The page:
A large, middle-aged scout for the St. Louis Cardinals approached us with just a little too much urgency last July. My son and I had been talking with Falmouth Commodores catcher Mitch Canham (Oregon State), and we were returning to our cheap beach chairs along the first base line. “Why were you talking with Mitch?” he asked with a clinched smile.
“We’re from Washington state and he’s from near our home,” I responded, sounding eager as Gomer Pyle.
“Well, I’m with the Cardinals organization and we have him under control,” the scout informed us. Clearly he mistook me for someone who might be trying to engage the young prospect.
Under old MLB rules, the MLB could draft a kid in June and take the next year to sign him. But this fall the MLB and the Player’s Association reached agreement on an Aug. 15th signing deadline.
This rule change is a significant one for the CCBL, which opens June 15 (around draft time) and concludes as late as Aug. 15 (around the new signing deadline). The implication is that top prospects, many of whom work at odd jobs through the summer, will also be negotiating intensively through the summer with MLB scouts. This has always been true but the intensity is going to intensify.
Talking with Baseball America, Rob Manfred, MLB’s executive vice president for labor relations, had this to say: “On balance, the practice of draft-and-follows was not to our benefit in terms of the economics of the draft--there’s a certain incredulousness that in June, a guy is drafted in the seventh round and by the following June this guy is a $2 million, gotta-have player. We didn’t think that dynamic was helping us.The second reason is our relationship with the colleges. All the back-and-forth that goes on--did he enroll? Did he start? All that nonsense--we thought that the signing deadline was another good way to create leverage in the process for the clubs.”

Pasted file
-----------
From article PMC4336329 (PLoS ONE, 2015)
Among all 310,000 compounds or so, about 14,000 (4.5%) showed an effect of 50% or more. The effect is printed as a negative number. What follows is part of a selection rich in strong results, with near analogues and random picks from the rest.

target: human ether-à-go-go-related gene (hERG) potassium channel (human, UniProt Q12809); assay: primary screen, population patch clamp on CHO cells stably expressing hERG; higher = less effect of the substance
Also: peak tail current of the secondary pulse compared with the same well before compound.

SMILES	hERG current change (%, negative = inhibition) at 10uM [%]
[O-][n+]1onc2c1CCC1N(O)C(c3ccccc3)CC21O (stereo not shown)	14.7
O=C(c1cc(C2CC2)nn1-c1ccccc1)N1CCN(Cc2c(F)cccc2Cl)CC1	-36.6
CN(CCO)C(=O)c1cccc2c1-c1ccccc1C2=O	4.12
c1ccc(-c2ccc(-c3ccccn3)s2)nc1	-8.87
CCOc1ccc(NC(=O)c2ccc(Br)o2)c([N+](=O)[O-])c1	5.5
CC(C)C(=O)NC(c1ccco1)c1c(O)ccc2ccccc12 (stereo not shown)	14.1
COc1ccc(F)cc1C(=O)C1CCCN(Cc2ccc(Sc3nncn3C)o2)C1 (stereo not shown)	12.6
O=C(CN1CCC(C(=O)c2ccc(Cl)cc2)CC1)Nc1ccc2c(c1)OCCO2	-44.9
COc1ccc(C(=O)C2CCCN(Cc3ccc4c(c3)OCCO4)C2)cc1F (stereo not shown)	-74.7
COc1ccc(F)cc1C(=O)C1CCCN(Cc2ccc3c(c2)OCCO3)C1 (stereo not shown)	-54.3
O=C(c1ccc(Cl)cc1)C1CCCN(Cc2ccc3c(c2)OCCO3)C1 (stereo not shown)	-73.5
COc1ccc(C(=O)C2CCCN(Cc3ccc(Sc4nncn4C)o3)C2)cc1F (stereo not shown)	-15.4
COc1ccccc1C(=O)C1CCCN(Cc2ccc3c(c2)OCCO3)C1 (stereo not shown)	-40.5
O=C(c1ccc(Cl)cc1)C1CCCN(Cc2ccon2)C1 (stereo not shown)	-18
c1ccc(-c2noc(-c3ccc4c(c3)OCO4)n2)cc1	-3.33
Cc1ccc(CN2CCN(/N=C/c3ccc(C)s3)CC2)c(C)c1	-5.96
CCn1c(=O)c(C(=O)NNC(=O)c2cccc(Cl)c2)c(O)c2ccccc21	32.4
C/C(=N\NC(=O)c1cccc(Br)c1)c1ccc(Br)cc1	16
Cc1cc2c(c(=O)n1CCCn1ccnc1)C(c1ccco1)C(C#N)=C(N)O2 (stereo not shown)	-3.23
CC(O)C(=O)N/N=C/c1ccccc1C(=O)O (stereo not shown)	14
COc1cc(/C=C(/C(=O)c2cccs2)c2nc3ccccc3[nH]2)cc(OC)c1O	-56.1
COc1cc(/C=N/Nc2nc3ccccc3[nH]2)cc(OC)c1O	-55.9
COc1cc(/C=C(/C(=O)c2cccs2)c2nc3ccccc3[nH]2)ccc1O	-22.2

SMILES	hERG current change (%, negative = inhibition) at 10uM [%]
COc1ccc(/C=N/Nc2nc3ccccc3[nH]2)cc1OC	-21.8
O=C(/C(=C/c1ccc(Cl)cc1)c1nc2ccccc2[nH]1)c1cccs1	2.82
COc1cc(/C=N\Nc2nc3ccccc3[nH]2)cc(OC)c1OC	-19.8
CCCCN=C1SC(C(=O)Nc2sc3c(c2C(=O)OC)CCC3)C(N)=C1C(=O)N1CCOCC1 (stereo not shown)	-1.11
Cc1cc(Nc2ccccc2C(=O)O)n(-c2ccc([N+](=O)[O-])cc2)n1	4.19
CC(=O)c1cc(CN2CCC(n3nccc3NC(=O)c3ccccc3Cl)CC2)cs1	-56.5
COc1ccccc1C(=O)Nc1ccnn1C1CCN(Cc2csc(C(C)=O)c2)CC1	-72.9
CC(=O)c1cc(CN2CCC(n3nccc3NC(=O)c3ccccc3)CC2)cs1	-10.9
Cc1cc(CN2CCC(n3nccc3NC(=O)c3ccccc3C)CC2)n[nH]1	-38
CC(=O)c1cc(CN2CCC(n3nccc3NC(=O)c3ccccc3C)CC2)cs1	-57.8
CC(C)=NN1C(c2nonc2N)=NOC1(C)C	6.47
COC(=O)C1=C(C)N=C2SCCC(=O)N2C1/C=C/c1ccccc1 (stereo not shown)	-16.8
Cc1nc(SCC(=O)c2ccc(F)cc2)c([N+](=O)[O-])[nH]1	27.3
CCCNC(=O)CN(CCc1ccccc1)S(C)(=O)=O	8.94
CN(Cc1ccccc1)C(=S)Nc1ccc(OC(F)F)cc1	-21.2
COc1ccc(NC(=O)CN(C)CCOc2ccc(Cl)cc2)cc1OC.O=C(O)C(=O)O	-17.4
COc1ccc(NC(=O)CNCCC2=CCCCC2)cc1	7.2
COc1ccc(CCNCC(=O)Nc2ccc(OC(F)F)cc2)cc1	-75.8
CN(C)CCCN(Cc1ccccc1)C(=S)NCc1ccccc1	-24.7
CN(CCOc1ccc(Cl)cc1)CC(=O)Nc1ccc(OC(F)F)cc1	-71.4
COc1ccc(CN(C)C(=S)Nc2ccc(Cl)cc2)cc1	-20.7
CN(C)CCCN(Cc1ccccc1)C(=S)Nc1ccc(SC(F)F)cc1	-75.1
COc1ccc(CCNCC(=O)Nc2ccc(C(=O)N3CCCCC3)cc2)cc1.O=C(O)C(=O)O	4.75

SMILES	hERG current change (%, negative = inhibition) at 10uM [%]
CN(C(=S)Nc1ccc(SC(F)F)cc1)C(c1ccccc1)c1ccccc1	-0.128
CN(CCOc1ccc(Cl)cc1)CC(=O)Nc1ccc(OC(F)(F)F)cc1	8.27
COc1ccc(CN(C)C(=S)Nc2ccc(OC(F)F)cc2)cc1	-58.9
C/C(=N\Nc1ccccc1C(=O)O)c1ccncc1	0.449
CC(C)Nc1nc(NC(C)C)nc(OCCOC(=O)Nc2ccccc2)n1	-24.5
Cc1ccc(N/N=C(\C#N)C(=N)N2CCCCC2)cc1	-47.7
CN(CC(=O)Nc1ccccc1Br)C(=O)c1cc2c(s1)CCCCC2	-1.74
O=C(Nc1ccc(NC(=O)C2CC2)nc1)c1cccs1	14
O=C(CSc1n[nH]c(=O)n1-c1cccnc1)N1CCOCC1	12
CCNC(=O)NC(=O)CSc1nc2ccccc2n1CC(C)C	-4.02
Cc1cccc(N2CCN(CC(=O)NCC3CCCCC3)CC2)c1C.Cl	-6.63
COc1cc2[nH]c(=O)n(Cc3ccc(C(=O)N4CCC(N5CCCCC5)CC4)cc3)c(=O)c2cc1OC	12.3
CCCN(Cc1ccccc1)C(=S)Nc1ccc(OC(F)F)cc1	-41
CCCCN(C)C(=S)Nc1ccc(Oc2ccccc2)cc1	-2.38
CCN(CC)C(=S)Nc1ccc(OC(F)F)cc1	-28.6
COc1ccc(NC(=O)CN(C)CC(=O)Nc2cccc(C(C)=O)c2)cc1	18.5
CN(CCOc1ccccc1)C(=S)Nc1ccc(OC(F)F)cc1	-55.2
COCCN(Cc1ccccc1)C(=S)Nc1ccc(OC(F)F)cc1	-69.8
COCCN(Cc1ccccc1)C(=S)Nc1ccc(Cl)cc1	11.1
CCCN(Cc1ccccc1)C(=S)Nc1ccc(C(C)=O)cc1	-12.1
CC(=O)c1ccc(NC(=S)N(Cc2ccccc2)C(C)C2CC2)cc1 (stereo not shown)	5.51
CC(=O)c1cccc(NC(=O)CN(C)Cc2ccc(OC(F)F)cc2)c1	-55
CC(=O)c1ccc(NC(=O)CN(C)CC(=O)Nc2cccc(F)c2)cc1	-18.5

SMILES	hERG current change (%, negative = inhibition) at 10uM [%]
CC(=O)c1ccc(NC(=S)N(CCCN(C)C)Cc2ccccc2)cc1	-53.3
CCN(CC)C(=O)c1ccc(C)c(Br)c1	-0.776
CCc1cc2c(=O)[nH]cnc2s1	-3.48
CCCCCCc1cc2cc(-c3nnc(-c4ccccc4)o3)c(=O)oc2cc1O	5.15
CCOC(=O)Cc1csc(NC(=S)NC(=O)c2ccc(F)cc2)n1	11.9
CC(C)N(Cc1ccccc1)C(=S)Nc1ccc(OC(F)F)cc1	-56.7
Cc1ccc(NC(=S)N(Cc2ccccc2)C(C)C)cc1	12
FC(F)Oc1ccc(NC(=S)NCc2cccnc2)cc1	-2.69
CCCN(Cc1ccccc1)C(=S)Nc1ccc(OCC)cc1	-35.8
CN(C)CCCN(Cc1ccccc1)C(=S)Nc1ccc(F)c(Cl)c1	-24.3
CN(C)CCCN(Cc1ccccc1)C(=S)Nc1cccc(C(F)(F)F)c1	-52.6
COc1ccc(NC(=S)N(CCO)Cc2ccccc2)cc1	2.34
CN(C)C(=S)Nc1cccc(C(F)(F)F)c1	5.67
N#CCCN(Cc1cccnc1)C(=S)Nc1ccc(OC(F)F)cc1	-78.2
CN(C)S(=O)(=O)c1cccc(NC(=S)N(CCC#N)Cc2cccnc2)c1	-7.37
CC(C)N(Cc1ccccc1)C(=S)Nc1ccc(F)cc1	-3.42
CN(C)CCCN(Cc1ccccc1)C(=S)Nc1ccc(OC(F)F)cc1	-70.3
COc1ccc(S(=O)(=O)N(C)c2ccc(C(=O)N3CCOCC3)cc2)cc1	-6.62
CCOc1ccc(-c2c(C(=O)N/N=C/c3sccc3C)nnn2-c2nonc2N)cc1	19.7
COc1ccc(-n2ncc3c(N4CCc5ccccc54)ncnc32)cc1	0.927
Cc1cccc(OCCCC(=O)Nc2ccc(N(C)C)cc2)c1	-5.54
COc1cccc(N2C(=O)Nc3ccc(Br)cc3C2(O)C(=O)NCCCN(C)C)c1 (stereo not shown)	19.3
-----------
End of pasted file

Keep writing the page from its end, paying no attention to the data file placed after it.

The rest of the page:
In a separate story, Baseball America concluded that the agreement spelled the end for draft-and-follows, as major league clubs will now only control the rights to a player they draft in June until Aug. 15, rather than control a junior college player until the following draft.
"I really don't see it having much of an impact on junior college baseball, just because kids go to junior college baseball to be draft eligible, and it will still be that way," said Johnson, Chipola (Fla.) Junior College coach. "You probably won't have as many pro scouts trying to encourage and send kids to JCs after not signing them, so there won't be as much pressure to go to the junior college level."